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Backpacker Magazine – November 2012

Master Class: Read the Wilderness

Use nature's signs to orient yourself, pick your path through varied terrain, and predict the weather.

by: Phoebe Smith

Look for clues in the landscape. (B. Pilgrim)
Photo by Look for clues in the landscape. (B. Pilgrim)
Look for clues in the landscape. (B. Pilgrim)
Use the sun's position to estimate remaining daylight. (James Senter)
Photo by Use the sun's position to estimate remaining daylight. (James Senter)
Use the sun's position to estimate remaining daylight. (James Senter)
Predators, like bears, leave signs of their presence. (John Jaques)
Photo by Predators, like bears, leave signs of their presence. (John Jaques)
Predators, like bears, leave signs of their presence. (John Jaques)
Watch birds for signs of changing conditions. (Greg McCrimmon)
Photo by Watch birds for signs of changing conditions. (Greg McCrimmon)
Watch birds for signs of changing conditions. (Greg McCrimmon)




Ο Watch for Extremes
Use landscape-specific details to pick the right path in snow and sand.

Snow
» Listen for water running under the surface; falling through a snowbridge may trap you in a flooded tunnel or soak your feet, putting you at risk for frostbite. Jam your pole into the snow to test firmness underfoot before walking on snow over waterways.
» Hard snow chunks, large surface cracks, or visible rock deposits atop a snowy surface may all indicate avalanche activity. When snow is unstable or you see signs of slides, move off of and away from steeps and travel in dense trees, on ridges, or in wide valleys.
» Blowing snow is not a good indicator of wind direction. When building a wind block, look for evidence that has built up over hours or days: The narrow tips of elongated erosional ridges (called sastrugi) point into the wind. Scour holes form on the windward side of rocks and trees; drifts form in their lee.

Deserts
» Prevailing winds shape dunes into crescents or ridges. Walk on the windward side where slopes are mellower and sand is packed.
» As you hike, regularly take note of your shadow’s profile while you’re on course. Though the shadow’s shape and length will change throughout the day, if you get turned around you can use a recent memory of it to help reorient.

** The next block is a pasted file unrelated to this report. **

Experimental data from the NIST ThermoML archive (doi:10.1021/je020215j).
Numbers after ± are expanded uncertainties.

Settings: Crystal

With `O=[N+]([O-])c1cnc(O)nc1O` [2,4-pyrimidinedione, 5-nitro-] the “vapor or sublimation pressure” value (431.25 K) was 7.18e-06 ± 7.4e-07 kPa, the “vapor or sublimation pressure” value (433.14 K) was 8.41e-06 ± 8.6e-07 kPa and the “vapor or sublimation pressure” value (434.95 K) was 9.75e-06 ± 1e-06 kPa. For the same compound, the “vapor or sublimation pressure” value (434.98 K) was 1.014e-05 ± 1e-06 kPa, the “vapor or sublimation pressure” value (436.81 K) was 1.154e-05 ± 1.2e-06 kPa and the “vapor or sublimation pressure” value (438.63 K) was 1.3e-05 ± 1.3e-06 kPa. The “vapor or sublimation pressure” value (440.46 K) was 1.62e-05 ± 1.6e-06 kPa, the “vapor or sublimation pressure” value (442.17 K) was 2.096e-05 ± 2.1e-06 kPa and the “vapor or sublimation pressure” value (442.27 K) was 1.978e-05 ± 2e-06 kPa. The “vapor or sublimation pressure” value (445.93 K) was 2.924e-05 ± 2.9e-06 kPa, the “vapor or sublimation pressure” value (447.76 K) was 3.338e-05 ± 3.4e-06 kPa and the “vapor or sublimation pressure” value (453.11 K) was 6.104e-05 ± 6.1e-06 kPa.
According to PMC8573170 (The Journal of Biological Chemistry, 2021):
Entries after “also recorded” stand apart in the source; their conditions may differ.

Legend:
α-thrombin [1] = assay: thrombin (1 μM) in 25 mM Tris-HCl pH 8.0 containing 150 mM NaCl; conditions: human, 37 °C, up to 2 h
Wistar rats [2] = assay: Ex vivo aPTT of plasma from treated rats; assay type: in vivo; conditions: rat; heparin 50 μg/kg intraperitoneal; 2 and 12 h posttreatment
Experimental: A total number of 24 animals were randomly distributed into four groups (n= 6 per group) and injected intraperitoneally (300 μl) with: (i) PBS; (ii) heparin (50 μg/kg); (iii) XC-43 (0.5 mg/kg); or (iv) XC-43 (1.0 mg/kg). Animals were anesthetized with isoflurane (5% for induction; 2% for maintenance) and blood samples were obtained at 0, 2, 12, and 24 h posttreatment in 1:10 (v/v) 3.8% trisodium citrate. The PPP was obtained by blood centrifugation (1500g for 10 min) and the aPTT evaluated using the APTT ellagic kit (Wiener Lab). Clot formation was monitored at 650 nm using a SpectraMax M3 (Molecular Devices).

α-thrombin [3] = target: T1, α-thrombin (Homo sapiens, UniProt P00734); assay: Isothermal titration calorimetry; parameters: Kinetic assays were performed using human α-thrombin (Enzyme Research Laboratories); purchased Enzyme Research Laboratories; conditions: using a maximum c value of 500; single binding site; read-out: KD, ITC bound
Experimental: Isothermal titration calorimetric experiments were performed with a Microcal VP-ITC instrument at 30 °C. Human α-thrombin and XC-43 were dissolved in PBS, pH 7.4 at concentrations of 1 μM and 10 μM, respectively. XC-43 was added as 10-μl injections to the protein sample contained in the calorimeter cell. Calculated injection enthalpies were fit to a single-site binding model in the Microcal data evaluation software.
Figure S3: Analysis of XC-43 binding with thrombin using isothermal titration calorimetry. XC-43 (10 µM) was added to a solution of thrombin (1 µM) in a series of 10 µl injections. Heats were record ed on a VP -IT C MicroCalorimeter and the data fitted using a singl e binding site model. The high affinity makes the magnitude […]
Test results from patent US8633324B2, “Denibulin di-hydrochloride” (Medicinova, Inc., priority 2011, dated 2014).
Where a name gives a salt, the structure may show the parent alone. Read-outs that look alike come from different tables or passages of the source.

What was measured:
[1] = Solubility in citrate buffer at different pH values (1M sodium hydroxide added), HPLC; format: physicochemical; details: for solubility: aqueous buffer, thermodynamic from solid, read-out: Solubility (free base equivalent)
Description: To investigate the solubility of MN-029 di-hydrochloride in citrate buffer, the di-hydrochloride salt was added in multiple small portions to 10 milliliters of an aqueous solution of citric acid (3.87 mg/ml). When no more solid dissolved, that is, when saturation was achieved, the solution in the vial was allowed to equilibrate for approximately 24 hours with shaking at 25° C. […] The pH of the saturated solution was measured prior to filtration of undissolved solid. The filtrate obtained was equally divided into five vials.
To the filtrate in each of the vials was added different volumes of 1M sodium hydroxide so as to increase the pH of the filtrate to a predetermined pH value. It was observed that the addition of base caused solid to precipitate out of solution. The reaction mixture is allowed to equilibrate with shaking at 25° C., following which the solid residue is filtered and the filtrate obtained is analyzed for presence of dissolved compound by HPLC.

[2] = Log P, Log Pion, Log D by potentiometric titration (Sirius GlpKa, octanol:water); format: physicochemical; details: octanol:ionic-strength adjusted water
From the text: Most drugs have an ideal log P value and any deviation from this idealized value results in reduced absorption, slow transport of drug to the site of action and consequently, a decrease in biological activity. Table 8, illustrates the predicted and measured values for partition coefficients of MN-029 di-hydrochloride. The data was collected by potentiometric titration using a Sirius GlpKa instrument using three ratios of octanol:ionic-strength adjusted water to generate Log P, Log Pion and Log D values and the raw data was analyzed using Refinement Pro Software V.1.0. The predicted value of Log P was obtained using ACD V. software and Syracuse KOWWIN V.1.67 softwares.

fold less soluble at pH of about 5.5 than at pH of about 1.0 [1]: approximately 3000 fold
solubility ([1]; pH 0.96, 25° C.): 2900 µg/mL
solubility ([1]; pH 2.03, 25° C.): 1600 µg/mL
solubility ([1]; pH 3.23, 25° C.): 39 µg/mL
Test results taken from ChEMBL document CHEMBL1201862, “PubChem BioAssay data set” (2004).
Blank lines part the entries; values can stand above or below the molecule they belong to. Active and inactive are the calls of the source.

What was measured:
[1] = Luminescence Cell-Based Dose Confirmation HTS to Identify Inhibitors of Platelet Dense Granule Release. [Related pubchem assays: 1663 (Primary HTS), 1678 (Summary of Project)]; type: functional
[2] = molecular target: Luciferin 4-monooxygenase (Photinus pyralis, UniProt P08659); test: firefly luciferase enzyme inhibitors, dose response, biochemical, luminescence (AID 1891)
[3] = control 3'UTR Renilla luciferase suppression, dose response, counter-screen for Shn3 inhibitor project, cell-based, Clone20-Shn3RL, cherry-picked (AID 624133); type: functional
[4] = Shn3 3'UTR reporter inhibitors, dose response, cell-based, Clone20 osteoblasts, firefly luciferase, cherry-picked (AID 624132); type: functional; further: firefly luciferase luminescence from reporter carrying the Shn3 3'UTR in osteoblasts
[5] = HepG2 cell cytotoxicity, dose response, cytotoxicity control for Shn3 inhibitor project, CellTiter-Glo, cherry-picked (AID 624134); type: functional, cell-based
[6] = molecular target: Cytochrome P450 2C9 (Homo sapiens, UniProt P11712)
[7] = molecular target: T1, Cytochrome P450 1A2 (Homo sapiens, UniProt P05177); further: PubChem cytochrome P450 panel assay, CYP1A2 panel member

Ο TIP: Look Up
Cloud movement overhead can signal wind direction even if dense trees block you from feeling it.


Ο Know Your Birds
Watch local and migratory species for clues to weather and terrain. Warblers stay within a mile of water, snow geese fly north in spring and south in winter, insect-eaters like swallows change flight patterns pre-storm (flying low when bad weather is coming), gray jays nest in subalpine areas (so you’re approaching open alpine terrain), and ptarmigans live almost exclusively above treeline. Note: Watch flock (not individual) behavior.

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Reader Rating: Star Star Star

READERS COMMENTS

Star Star
Chuck
May 16, 2014

There is definitely not more vegetation on south facing slopes in the northern hemisphere, there is less! North facing slopes receive less sunlight allowing them to retain more moisture, resulting in more lush vegetation, earth sciences 101, how did they mess that up?!

Star Star Star Star Star
Hambone
Jun 02, 2013

This is Great information anyone can use in the Outdoors, Short and sweet.

Star Star Star Star Star
AZ Hiker
May 11, 2013

Great navigation tips Backpacker! The ability to know your way and know where you are is something we all need in any survival situation not just while hiking. Stay found by using a compass and paying attention to your surroundings. A compass doesn't need a signal or batteries and works in all types of weather but you need to know how to use it and "Felix the Sugar Glider Be Safe Hike Smart" (Amazon) makes learning how to use a compass easy. Orient yourself day or night by using a compass, a compass and a map, a map and no compass, no compass and no map. This book is for all ages. It's only about 34 pages and illustrated.

Star Star Star Star Star
BJ
Jan 07, 2013

Great article for a brief skills summary. Perhaps a more lengthy article should be in consideration.

Star Star Star Star Star
JP
Dec 16, 2012

Minor point here, but the Polaris graphic can be misleading. Unfortunately, many people have the misconception that the North Star (Polaris) is brighter than other stars - but it's not. It is strictly unique because of it's convenient location above Earths axis. So when you are looking for Polaris PLEASE BE AWARE that it is not especially bright!

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